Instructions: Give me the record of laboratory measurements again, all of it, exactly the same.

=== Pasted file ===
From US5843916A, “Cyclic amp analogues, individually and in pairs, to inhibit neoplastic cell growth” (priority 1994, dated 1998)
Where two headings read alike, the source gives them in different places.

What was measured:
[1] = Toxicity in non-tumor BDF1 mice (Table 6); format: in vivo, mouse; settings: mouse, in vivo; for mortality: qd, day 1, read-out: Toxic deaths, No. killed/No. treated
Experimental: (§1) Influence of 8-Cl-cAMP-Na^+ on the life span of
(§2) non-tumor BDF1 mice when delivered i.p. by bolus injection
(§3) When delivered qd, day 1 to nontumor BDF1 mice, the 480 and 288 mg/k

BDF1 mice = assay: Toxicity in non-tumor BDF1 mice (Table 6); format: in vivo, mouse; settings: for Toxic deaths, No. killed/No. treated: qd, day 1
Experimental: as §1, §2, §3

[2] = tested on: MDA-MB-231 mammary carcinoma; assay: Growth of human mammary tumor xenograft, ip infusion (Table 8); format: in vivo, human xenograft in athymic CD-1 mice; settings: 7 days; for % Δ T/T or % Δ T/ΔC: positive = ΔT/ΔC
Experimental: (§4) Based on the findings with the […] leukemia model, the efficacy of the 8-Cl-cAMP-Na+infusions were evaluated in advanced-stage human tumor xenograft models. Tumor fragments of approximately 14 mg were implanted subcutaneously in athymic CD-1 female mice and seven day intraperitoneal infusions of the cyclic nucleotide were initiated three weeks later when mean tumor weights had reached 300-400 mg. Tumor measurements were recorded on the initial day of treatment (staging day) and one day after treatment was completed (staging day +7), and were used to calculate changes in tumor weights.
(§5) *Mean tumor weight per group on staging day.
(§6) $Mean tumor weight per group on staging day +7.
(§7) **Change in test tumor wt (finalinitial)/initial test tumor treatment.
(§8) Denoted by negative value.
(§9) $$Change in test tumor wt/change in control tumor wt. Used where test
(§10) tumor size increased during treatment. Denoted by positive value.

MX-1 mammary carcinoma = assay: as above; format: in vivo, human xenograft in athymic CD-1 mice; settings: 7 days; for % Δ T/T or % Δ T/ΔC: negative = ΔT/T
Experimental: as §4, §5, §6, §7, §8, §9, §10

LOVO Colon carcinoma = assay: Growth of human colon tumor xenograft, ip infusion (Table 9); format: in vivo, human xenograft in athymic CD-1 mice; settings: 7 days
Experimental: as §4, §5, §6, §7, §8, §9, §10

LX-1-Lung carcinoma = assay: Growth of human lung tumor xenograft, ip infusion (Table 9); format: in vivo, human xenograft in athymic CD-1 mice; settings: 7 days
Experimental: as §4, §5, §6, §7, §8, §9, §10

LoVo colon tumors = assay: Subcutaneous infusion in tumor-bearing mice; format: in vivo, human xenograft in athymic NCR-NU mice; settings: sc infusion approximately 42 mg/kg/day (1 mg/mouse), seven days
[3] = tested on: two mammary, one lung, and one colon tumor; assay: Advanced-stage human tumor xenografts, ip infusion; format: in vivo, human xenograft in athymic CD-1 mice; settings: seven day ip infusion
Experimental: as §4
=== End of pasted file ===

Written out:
From US5843916A, “Cyclic amp analogues, individually and in pairs, to inhibit neoplastic cell growth” (priority 1994, dated 1998)
Where two headings read alike, the source gives them in different places.

What was measured:
[1] = Toxicity in non-tumor BDF1 mice (Table 6); format: in vivo, mouse; settings: mouse, in vivo; for mortality: qd, day 1, read-out: Toxic deaths, No. killed/No. treated
Experimental: (§1) Influence of 8-Cl-cAMP-Na^+ on the life span of
(§2) non-tumor BDF1 mice when delivered i.p. by bolus injection
(§3) When delivered qd, day 1 to nontumor BDF1 mice, the 480 and 288 mg/k

BDF1 mice = assay: Toxicity in non-tumor BDF1 mice (Table 6); format: in vivo, mouse; settings: for Toxic deaths, No. killed/No. treated: qd, day 1
Experimental: as §1, §2, §3

[2] = tested on: MDA-MB-231 mammary carcinoma; assay: Growth of human mammary tumor xenograft, ip infusion (Table 8); format: in vivo, human xenograft in athymic CD-1 mice; settings: 7 days; for % Δ T/T or % Δ T/ΔC: positive = ΔT/ΔC
Experimental: (§4) Based on the findings with the […] leukemia model, the efficacy of the 8-Cl-cAMP-Na+infusions were evaluated in advanced-stage human tumor xenograft models. Tumor fragments of approximately 14 mg were implanted subcutaneously in athymic CD-1 female mice and seven day intraperitoneal infusions of the cyclic nucleotide were initiated three weeks later when mean tumor weights had reached 300-400 mg. Tumor measurements were recorded on the initial day of treatment (staging day) and one day after treatment was completed (staging day +7), and were used to calculate changes in tumor weights.
(§5) *Mean tumor weight per group on staging day.
(§6) $Mean tumor weight per group on staging day +7.
(§7) **Change in test tumor wt (finalinitial)/initial test tumor treatment.
(§8) Denoted by negative value.
(§9) $$Change in test tumor wt/change in control tumor wt. Used where test
(§10) tumor size increased during treatment. Denoted by positive value.

MX-1 mammary carcinoma = assay: as above; format: in vivo, human xenograft in athymic CD-1 mice; settings: 7 days; for % Δ T/T or % Δ T/ΔC: negative = ΔT/T
Experimental: as §4, §5, §6, §7, §8, §9, §10

LOVO Colon carcinoma = assay: Growth of human colon tumor xenograft, ip infusion (Table 9); format: in vivo, human xenograft in athymic CD-1 mice; settings: 7 days
Experimental: as §4, §5, §6, §7, §8, §9, §10

LX-1-Lung carcinoma = assay: Growth of human lung tumor xenograft, ip infusion (Table 9); format: in vivo, human xenograft in athymic CD-1 mice; settings: 7 days
Experimental: as §4, §5, §6, §7, §8, §9, §10

LoVo colon tumors = assay: Subcutaneous infusion in tumor-bearing mice; format: in vivo, human xenograft in athymic NCR-NU mice; settings: sc infusion approximately 42 mg/kg/day (1 mg/mouse), seven days
[3] = tested on: two mammary, one lung, and one colon tumor; assay: Advanced-stage human tumor xenografts, ip infusion; format: in vivo, human xenograft in athymic CD-1 mice; settings: seven day ip infusion
Experimental: as §4